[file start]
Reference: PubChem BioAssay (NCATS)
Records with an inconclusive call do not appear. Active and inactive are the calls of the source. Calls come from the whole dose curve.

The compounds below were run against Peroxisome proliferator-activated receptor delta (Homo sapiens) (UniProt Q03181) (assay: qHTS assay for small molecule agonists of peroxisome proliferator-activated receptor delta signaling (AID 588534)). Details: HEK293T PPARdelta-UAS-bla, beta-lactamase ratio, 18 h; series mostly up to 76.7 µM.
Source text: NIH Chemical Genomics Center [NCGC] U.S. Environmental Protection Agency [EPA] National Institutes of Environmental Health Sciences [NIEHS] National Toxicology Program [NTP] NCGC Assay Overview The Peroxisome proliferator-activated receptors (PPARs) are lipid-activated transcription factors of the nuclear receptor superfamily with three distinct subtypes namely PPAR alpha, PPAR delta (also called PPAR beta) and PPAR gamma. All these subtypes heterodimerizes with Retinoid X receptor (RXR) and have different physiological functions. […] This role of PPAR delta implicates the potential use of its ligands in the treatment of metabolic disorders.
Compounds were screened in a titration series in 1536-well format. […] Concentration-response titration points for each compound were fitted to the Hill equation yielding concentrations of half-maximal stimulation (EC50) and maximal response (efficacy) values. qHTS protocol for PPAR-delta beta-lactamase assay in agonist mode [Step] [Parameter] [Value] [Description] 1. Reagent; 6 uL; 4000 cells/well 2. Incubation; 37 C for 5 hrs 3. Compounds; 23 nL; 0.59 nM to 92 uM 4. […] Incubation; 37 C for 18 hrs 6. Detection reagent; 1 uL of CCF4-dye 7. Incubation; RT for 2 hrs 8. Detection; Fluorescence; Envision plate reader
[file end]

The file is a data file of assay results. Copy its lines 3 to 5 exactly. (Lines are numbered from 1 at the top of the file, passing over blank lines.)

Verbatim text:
The compounds below were run against Peroxisome proliferator-activated receptor delta (Homo sapiens) (UniProt Q03181) (assay: qHTS assay for small molecule agonists of peroxisome proliferator-activated receptor delta signaling (AID 588534)). Details: HEK293T PPARdelta-UAS-bla, beta-lactamase ratio, 18 h; series mostly up to 76.7 µM.
Source text: NIH Chemical Genomics Center [NCGC] U.S. Environmental Protection Agency [EPA] National Institutes of Environmental Health Sciences [NIEHS] National Toxicology Program [NTP] NCGC Assay Overview The Peroxisome proliferator-activated receptors (PPARs) are lipid-activated transcription factors of the nuclear receptor superfamily with three distinct subtypes namely PPAR alpha, PPAR delta (also called PPAR beta) and PPAR gamma. All these subtypes heterodimerizes with Retinoid X receptor (RXR) and have different physiological functions. […] This role of PPAR delta implicates the potential use of its ligands in the treatment of metabolic disorders.
Compounds were screened in a titration series in 1536-well format. […] Concentration-response titration points for each compound were fitted to the Hill equation yielding concentrations of half-maximal stimulation (EC50) and maximal response (efficacy) values. qHTS protocol for PPAR-delta beta-lactamase assay in agonist mode [Step] [Parameter] [Value] [Description] 1. Reagent; 6 uL; 4000 cells/well 2. Incubation; 37 C for 5 hrs 3. Compounds; 23 nL; 0.59 nM to 92 uM 4. […] Incubation; 37 C for 18 hrs 6. Detection reagent; 1 uL of CCF4-dye 7. Incubation; RT for 2 hrs 8. Detection; Fluorescence; Envision plate reader